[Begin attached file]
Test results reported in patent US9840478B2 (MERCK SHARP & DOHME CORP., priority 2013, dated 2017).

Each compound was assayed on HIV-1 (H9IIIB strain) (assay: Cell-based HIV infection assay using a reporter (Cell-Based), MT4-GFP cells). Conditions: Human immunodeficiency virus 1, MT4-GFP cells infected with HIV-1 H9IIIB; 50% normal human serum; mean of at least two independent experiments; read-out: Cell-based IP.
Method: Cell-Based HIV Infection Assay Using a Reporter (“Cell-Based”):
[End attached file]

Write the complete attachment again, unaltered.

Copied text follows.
Test results reported in patent US9840478B2 (MERCK SHARP & DOHME CORP., priority 2013, dated 2017).

Each compound was assayed on HIV-1 (H9IIIB strain) (assay: Cell-based HIV infection assay using a reporter (Cell-Based), MT4-GFP cells). Conditions: Human immunodeficiency virus 1, MT4-GFP cells infected with HIV-1 H9IIIB; 50% normal human serum; mean of at least two independent experiments; read-out: Cell-based IP.
Method: Cell-Based HIV Infection Assay Using a Reporter (“Cell-Based”):